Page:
SUBARU Impreza 2.0 R (2005 – 2007)

0


The first Subaru Impreza was officially introduced in 1993 but the production of the car is still continued this year. More important, the Impresa has always been praised for its features, managing to beat the competition in multiple areas. For example, unlike its rivals, including here the Toyota Corolla, the Honda Civic, the Nissan Sentra, the Mitsubishi Lancer and the Mazda 323, Subaru’s model came with an all wheel drive which improved the car’s capabilities a lot

Cylinders
B4
Displacement
1994 cm3
Power
118 KW @ 6400 RPM
160 HP @ 6400 RPM
158 BHP @ 6400 RPM
Torque
137 lb-ft @ 3200 RPM
186 Nm @ 3200 RPM
Fuel System
Multipoint Injection
Fuel
Petrol
CO2 Emissions
214 g/km
performance
Top Speed
130 mphOR209 km/h
Acceleration 0-62 Mph (0-100 kph)
8.8 s
fuel consumption
City
18.8 mpg USOR12.5 L/100Km
Highway
33.6 mpg USOR7 L/100Km
Combined
26.1 mpg USOR9 L/100Km
transmission
Drive Type
All Wheel Drive
Gearbox
Manual, 5 Speed
brakes
Front
Ventilated Discs
Rear
Discs
tires
Tire Size
205/50 R16
dimensions
Length
175.8 inOR4465 mm
Width
68.5 inOR1740 mm
Height
56.7 inOR1440 mm
Front/rear Track
58.5/58.1 inOR1,486/1,476 mm
Wheelbase
99.4 inOR2525 mm
Ground Clearance
5.9 inOR150 mm
Cargo Volume
14.2 cuFTOR402 L
Cd
0.33
weight
Unladen Weight
2844 lbsOR1290 kg
Gross Weight Limit
3924.2 lbsOR1780 kg


MERCEDES BENZ C-Class (W205)

0


With an up to 100 kg (220 pounds) lower weight depending on the engine specification, the fourth generation of the Mercedes-Benz C-Class brings an all-new design language and a host of safety and comfort features that have been borrowed straight from the S-Class W222. Launched at the 2014 North American International Auto Show, in Detroit, the C-Class W205 is the first model in its segment to feature an electronically-controlled pneumatic suspension (Airmatic), and can be also fitted with head-up display, a low-speed autonomous driving system and variable aerodynamics, while the fuel economy has also been improved with up to 20 percent on all engines.

Cylinders
4
Displacement
1991 cm3
Power
115 KW @ 5300 RPM
156 HP @ 5300 RPM
154 BHP @ 5300 RPM
Torque
184 lb-ft @ 1200-4000 RPM
249 Nm @ 1200-4000 RPM
Fuel System
Direct Injection
Fuel
Petrol
CO2 Emissions
127 g/km
performance
Top Speed
140 mphOR225 km/h
Acceleration 0-62 Mph (0-100 kph)
8.2 s
fuel consumption
City
34.6 mpg USOR6.8 L/100Km
Highway
50 mpg USOR4.7 L/100Km
Combined
42.8 mpg USOR5.5 L/100Km
transmission
Drive Type
Rear Wheel Drive
Gearbox
6 speed manual
brakes
Front
Ventilated discs
Rear
Solid Discs
tires
Tire Size
205/60 R16
dimensions
Length
184.5 inOR4686 mm
Width
71.3 inOR1811 mm
Height
56.8 inOR1443 mm
Front/rear Track
62.5/61.8 inOR1,588/1,570 mm
Wheelbase
111.8 inOR2840 mm
Ground Clearance

Cargo Volume
17 cuFTOR481 L
Cd
0.27
weight
Unladen Weight
3075 lbsOR1395 kg
Gross Weight Limit
4321 lbsOR1960 kg

SUBARU Impreza 1.5L 2005 – 2007

0


The first Subaru Impreza was officially introduced in 1993 but the production of the car is still continued this year. More important, the Impresa has always been praised for its features, managing to beat the competition in multiple areas. For example, unlike its rivals, including here the Toyota Corolla, the Honda Civic, the Nissan Sentra, the Mitsubishi Lancer and the Mazda 323, Subaru’s model came with an all wheel drive which improved the car’s capabilities a lot

Cylinders
B4
Displacement
1493 cm3
Power
77 KW @ 6400 RPM
105 HP @ 6400 RPM
103 BHP @ 6400 RPM
Torque
105 lb-ft @ 3200 RPM
142 Nm @ 3200 RPM
Fuel System
Multipoint Injection
Fuel
Petrol
CO2 Emissions
184 g/km
performance
Top Speed
108 mphOR174 km/h
Acceleration 0-62 Mph (0-100 kph)
13.4 s
fuel consumption
City
22.6 mpg USOR10.4 L/100Km
Highway
36.7 mpg USOR6.4 L/100Km
Combined
29.8 mpg USOR7.9 L/100Km
transmission
Drive Type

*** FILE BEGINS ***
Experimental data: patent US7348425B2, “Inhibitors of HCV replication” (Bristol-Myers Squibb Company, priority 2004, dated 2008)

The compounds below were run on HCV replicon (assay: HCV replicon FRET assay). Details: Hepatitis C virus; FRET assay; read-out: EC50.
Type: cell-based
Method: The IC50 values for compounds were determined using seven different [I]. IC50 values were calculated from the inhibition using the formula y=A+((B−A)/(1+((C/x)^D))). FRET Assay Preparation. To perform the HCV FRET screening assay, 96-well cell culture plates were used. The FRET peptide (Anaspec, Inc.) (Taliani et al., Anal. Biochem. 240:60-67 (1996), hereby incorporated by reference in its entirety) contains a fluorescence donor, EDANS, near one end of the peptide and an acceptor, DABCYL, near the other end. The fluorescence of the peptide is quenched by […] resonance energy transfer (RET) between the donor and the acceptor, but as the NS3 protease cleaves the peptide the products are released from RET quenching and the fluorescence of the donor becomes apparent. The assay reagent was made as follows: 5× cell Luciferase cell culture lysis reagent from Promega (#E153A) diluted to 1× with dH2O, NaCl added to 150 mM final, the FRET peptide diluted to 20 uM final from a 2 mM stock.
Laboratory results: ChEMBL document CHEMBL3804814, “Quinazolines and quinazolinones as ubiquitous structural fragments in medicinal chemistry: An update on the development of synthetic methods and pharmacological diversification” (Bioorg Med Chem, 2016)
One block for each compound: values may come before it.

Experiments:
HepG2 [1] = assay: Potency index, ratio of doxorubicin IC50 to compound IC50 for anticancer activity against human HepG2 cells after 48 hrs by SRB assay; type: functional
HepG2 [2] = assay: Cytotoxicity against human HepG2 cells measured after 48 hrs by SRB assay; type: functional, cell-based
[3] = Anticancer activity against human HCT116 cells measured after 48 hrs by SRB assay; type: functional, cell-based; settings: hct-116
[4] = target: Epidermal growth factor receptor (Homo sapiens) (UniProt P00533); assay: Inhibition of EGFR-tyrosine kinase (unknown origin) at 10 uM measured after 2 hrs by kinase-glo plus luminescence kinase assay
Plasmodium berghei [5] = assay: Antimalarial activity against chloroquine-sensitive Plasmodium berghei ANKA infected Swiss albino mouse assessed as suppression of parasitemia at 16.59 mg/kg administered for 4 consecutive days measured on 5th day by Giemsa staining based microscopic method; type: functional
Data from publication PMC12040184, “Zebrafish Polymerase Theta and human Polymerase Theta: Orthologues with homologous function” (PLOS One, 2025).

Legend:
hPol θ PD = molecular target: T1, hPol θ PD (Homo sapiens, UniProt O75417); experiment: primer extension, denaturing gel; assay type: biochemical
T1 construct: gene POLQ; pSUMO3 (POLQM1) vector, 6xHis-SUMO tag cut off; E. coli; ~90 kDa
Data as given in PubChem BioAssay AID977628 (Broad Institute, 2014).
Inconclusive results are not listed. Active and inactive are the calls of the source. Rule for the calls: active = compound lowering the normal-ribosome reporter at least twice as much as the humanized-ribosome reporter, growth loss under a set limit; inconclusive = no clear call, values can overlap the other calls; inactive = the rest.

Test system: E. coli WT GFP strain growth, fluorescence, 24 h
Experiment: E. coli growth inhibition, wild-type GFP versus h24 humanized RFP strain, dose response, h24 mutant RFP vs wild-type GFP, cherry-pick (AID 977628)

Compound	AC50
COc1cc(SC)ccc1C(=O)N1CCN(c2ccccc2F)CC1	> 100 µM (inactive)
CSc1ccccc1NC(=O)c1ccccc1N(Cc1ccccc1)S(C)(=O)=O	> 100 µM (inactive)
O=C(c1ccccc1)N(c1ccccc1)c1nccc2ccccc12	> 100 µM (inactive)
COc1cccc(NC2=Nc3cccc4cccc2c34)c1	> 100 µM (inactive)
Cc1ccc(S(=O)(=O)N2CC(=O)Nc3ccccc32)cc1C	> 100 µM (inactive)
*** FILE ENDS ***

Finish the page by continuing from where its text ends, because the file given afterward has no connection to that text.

All Wheel Drive
Gearbox
Manual, 5 Speed
brakes
Front
Ventilated Discs
Rear
Discs
tires
Tire Size
185/70 R14
dimensions
Length
175.8 inOR4465 mm
Width
68.5 inOR1740 mm
Height
56.7 inOR1440 mm
Front/rear Track
58.5/58.3 inOR1,486/1,481 mm
Wheelbase
99.4 inOR2525 mm
Ground Clearance
6.1 inOR155 mm
Cargo Volume
14.2 cuFTOR402 L
Cd
0.33
weight
Unladen Weight
2766.8 lbsOR1255 kg
Gross Weight Limit
3858.1 lbsOR1750 kg

Subaru Impreza (Mk3 Impreza)

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Impreza III range.
Released in September 2007 and launched as a five-door hatchback-only small car (a sedan followed in late 2008) was more spacious, better equipped, quieter and, for the first time, featured both six airbags and stability control as standard across the range.
And – of course – permanent all-wheel drive was standard across the range – giving the Japanese small car a unique selling point.
Wrapped in a more conservative new bodyshell claimed to be significantly more rigid, the Mk3 Impreza hatch rode on a 95mm-longer wheelbase (2620mm) and was 10mm higher (1475mm) and 45mm wider (1740mm), but 50mm shorter overall at 4415mm. It also weighed around 50kg less than previously.
According to Subaru, it liberated more space, while wider-opening rear doors improved in/egress, extended seat cushions offered more comfort for all passengers and an extra three degrees of seatback recline (to 26 degrees) improved rear-seat comfort.
Subaru said “vast improvements” had been made in terms of noise, vibration and harshness (NVH) thanks to the stiffer bodyshell, which was due in part to the fitment of framed door windows for the first time.
Manual versions were fitted with the convenient Hill Start Assist function (which worked in both reverse and forward gears), while all cars received a tilt/reach steering wheel, gas bonnet struts and an engine set 10mm lower in the chassis, while at the rear a new Liberty-sourced double wishbone suspension made the boot 123mm wider and improved handling.
Until the four-door sedan arrived, the range comprised four hatch variants, opening with the base Impreza R that replaced the Impreza 2.0i. Next up the RX replaced the Impreza RV while the RS replaced the 2.0R.
The turbo Impreza WRX was topped by the STi performance hero.
All non-turbo models were powered by an upgraded version of Subaru’s naturally-aspirated double overhead camshaft 2.0-litre horizontally-opposed four-cylinder boxer engine with Active Valve Control System.
It delivered 20 per cent more power (a healthy 110kW at 6400rpm) and seven per cent more torque (196Nm at 3200rpm) than the SOHC four-cylinder engine it replaced.
Standard across the range were twin front, front-side and full-length side-curtain head airbags, ESC, anti-lock brakes with electronic brakeforce distribution and brake assist, ventilated front and solid rear brake discs, five three-point seatbelts, front seatbelt pretensioners, load-limiters, height-adjusters and light indicators, five head restraints and rear child locks. Wheel sizes increased from 15 to 16-inch.